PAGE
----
Bradford Council responded by saying it had not authorised the heather cutting and had reported the incident to Natural England and to the police. A councillor (Alex Ross-Shaw) also confirmed these details. GWCT then started to backtrack (although noticeably didn’t apologise) but the harm had already been done to Bradford Council’s reputation, not least thanks to Andrew Gilruth’s rather unpleasant sneering and spin-doctoring.

It’s not hard to understand the trigger for such nastiness. Many of you will recall it was Bradford Council that banned grouse shooting on Ilkley Moor in 2018 after a concerted campaign by locals (see here) and last year it threatened legal action after allegations that grouse shooters were driving red grouse off Ilkley Moor on to a neighbouring moor to be shot (see here).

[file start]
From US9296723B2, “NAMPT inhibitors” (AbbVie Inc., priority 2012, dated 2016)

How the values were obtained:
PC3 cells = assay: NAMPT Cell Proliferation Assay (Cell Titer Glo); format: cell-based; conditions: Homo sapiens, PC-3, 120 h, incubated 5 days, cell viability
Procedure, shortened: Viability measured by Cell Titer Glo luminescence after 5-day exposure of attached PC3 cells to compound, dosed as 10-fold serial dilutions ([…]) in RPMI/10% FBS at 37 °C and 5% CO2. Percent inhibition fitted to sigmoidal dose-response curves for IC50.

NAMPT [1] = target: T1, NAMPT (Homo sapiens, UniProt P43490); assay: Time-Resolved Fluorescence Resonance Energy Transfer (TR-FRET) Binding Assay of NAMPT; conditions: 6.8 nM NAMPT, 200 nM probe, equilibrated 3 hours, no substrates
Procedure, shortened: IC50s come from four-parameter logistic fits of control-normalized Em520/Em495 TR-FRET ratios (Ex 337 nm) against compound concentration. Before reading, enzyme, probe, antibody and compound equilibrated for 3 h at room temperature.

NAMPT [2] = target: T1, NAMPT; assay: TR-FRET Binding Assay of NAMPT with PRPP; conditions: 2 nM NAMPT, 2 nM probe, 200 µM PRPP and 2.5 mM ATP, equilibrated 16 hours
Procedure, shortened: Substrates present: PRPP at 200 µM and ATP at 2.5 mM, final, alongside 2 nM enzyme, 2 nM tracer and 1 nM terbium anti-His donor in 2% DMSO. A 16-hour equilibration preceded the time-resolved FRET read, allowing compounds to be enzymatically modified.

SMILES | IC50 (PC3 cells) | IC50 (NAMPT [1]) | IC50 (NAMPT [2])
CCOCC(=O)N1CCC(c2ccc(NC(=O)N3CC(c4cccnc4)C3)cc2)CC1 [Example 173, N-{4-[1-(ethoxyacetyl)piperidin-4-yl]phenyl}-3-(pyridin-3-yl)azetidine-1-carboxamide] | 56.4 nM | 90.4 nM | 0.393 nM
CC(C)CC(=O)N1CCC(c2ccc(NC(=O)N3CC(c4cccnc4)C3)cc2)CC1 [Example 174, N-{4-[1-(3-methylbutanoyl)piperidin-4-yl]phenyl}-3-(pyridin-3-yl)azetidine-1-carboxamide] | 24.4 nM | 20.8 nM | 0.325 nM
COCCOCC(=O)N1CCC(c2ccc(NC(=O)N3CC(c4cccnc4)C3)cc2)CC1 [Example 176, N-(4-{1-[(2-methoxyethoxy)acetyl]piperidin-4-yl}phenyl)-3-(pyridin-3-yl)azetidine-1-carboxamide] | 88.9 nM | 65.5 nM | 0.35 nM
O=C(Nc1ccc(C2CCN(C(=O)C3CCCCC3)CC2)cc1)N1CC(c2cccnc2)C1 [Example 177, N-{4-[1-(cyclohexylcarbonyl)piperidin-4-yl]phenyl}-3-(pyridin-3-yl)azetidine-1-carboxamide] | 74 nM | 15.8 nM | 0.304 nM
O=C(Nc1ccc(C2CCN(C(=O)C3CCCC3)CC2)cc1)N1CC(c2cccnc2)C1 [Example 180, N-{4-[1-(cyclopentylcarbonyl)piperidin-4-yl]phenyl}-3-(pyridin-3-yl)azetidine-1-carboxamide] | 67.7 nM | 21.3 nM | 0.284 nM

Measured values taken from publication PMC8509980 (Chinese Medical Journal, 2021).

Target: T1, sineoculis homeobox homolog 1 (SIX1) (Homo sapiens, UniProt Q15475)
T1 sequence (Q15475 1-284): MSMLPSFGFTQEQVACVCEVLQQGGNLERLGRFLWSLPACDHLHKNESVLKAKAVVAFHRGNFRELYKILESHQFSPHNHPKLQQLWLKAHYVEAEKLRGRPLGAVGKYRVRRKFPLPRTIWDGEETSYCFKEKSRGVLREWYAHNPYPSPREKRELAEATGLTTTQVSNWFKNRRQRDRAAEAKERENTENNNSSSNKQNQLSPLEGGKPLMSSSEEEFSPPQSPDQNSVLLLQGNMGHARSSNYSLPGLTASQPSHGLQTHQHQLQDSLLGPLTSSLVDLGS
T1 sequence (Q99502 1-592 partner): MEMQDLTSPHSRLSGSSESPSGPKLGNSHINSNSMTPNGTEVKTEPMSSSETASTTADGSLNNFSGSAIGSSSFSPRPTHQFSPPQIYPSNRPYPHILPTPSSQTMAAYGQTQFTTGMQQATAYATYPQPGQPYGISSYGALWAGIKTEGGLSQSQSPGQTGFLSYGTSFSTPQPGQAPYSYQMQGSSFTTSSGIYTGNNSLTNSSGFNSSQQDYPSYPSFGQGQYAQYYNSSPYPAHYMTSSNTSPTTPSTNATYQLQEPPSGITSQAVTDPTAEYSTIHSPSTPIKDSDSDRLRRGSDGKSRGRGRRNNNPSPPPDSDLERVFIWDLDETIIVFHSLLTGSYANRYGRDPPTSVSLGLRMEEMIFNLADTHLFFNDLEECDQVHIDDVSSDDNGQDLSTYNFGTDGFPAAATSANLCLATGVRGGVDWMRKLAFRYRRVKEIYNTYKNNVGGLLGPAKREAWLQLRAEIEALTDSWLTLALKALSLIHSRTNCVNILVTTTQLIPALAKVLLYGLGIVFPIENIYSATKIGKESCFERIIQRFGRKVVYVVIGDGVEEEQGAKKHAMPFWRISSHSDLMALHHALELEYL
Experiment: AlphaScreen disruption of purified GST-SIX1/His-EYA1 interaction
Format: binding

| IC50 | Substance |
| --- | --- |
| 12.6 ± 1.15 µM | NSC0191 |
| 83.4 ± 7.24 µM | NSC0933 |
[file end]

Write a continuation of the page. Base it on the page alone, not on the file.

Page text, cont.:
For those of you not on social media here is a taste of the content:

Interestingly it looks like someone’s had a quiet word with the GWCT  – perhaps it was Bradford Council’s lawyers, because this morning the GWCT blog has been carefully edited to remove the baseless accusations previously levelled at the council. The changes are underlined in orange:

Funniest of all, at the foot of the revised blog is this appeal for cash, to help GWCT continue its so-called ‘vital work’ (that’ll be smearing the reputation of those who don’t support grouse shooting).

 

 

24
Apr
20

Langholm Moor community buyout – an update